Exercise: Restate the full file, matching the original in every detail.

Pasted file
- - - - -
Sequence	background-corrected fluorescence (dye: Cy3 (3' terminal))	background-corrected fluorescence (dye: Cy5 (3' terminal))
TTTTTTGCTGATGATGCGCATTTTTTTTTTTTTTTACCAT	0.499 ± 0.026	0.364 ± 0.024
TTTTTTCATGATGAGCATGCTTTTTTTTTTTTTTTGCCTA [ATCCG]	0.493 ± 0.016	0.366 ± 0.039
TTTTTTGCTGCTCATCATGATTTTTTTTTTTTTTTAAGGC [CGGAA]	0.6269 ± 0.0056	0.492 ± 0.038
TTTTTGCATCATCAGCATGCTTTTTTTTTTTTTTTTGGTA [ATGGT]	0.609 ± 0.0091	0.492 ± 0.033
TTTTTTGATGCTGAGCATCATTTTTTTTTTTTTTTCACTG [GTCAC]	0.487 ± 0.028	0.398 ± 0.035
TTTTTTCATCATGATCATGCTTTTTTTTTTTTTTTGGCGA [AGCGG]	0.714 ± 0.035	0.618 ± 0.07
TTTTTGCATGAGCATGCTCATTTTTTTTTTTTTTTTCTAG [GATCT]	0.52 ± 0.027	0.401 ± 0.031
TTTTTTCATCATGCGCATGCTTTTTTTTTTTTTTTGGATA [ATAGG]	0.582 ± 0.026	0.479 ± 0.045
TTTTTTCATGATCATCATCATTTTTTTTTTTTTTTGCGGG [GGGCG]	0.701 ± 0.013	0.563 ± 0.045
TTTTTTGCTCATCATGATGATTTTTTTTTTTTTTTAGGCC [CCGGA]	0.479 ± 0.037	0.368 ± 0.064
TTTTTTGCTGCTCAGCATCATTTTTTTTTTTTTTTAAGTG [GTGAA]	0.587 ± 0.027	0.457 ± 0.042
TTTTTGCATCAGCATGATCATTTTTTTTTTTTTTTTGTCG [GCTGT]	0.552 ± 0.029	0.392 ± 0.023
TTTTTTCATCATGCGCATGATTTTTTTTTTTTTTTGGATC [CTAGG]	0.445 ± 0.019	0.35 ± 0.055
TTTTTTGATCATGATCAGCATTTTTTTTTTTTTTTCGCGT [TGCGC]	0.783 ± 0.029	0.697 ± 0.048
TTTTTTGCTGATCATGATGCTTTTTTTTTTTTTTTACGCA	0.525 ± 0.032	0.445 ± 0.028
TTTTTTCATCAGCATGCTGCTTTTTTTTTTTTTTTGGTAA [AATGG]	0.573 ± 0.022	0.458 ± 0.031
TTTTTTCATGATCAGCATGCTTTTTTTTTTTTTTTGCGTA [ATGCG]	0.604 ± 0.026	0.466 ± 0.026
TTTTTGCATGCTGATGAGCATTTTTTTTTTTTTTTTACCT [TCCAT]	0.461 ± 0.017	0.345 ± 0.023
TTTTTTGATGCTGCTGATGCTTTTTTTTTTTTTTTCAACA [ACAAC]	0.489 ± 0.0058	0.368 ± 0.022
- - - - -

Sequence	background-corrected fluorescence (dye: Cy3 (3' terminal))	background-corrected fluorescence (dye: Cy5 (3' terminal))
TTTTTTGCTGATGATGCGCATTTTTTTTTTTTTTTACCAT	0.499 ± 0.026	0.364 ± 0.024
TTTTTTCATGATGAGCATGCTTTTTTTTTTTTTTTGCCTA [ATCCG]	0.493 ± 0.016	0.366 ± 0.039
TTTTTTGCTGCTCATCATGATTTTTTTTTTTTTTTAAGGC [CGGAA]	0.6269 ± 0.0056	0.492 ± 0.038
TTTTTGCATCATCAGCATGCTTTTTTTTTTTTTTTTGGTA [ATGGT]	0.609 ± 0.0091	0.492 ± 0.033
TTTTTTGATGCTGAGCATCATTTTTTTTTTTTTTTCACTG [GTCAC]	0.487 ± 0.028	0.398 ± 0.035
TTTTTTCATCATGATCATGCTTTTTTTTTTTTTTTGGCGA [AGCGG]	0.714 ± 0.035	0.618 ± 0.07
TTTTTGCATGAGCATGCTCATTTTTTTTTTTTTTTTCTAG [GATCT]	0.52 ± 0.027	0.401 ± 0.031
TTTTTTCATCATGCGCATGCTTTTTTTTTTTTTTTGGATA [ATAGG]	0.582 ± 0.026	0.479 ± 0.045
TTTTTTCATGATCATCATCATTTTTTTTTTTTTTTGCGGG [GGGCG]	0.701 ± 0.013	0.563 ± 0.045
TTTTTTGCTCATCATGATGATTTTTTTTTTTTTTTAGGCC [CCGGA]	0.479 ± 0.037	0.368 ± 0.064
TTTTTTGCTGCTCAGCATCATTTTTTTTTTTTTTTAAGTG [GTGAA]	0.587 ± 0.027	0.457 ± 0.042
TTTTTGCATCAGCATGATCATTTTTTTTTTTTTTTTGTCG [GCTGT]	0.552 ± 0.029	0.392 ± 0.023
TTTTTTCATCATGCGCATGATTTTTTTTTTTTTTTGGATC [CTAGG]	0.445 ± 0.019	0.35 ± 0.055
TTTTTTGATCATGATCAGCATTTTTTTTTTTTTTTCGCGT [TGCGC]	0.783 ± 0.029	0.697 ± 0.048
TTTTTTGCTGATCATGATGCTTTTTTTTTTTTTTTACGCA	0.525 ± 0.032	0.445 ± 0.028
TTTTTTCATCAGCATGCTGCTTTTTTTTTTTTTTTGGTAA [AATGG]	0.573 ± 0.022	0.458 ± 0.031
TTTTTTCATGATCAGCATGCTTTTTTTTTTTTTTTGCGTA [ATGCG]	0.604 ± 0.026	0.466 ± 0.026
TTTTTGCATGCTGATGAGCATTTTTTTTTTTTTTTTACCT [TCCAT]	0.461 ± 0.017	0.345 ± 0.023
TTTTTTGATGCTGCTGATGCTTTTTTTTTTTTTTTCAACA [ACAAC]	0.489 ± 0.0058	0.368 ± 0.022